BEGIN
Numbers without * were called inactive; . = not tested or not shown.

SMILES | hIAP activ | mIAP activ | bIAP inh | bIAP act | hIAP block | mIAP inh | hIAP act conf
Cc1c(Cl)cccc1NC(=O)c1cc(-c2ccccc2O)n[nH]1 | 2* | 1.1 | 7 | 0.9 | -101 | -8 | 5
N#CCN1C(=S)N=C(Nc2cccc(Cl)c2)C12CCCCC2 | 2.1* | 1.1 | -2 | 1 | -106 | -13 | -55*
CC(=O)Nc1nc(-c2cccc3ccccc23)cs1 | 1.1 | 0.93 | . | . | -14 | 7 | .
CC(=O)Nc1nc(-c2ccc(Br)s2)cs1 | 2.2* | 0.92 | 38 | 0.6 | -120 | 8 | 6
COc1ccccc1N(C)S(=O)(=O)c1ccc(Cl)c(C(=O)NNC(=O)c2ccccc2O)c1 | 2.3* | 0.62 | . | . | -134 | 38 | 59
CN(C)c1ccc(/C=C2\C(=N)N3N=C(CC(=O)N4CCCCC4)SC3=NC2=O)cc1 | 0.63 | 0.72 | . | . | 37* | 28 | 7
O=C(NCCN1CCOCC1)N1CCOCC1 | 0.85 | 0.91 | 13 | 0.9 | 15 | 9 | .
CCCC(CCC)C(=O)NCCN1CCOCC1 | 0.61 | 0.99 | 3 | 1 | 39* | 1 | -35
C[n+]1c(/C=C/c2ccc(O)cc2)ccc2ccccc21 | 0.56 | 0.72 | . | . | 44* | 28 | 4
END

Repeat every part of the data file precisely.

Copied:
Numbers without * were called inactive; . = not tested or not shown.

SMILES | hIAP activ | mIAP activ | bIAP inh | bIAP act | hIAP block | mIAP inh | hIAP act conf
Cc1c(Cl)cccc1NC(=O)c1cc(-c2ccccc2O)n[nH]1 | 2* | 1.1 | 7 | 0.9 | -101 | -8 | 5
N#CCN1C(=S)N=C(Nc2cccc(Cl)c2)C12CCCCC2 | 2.1* | 1.1 | -2 | 1 | -106 | -13 | -55*
CC(=O)Nc1nc(-c2cccc3ccccc23)cs1 | 1.1 | 0.93 | . | . | -14 | 7 | .
CC(=O)Nc1nc(-c2ccc(Br)s2)cs1 | 2.2* | 0.92 | 38 | 0.6 | -120 | 8 | 6
COc1ccccc1N(C)S(=O)(=O)c1ccc(Cl)c(C(=O)NNC(=O)c2ccccc2O)c1 | 2.3* | 0.62 | . | . | -134 | 38 | 59
CN(C)c1ccc(/C=C2\C(=N)N3N=C(CC(=O)N4CCCCC4)SC3=NC2=O)cc1 | 0.63 | 0.72 | . | . | 37* | 28 | 7
O=C(NCCN1CCOCC1)N1CCOCC1 | 0.85 | 0.91 | 13 | 0.9 | 15 | 9 | .
CCCC(CCC)C(=O)NCCN1CCOCC1 | 0.61 | 0.99 | 3 | 1 | 39* | 1 | -35
C[n+]1c(/C=C/c2ccc(O)cc2)ccc2ccccc21 | 0.56 | 0.72 | . | . | 44* | 28 | 4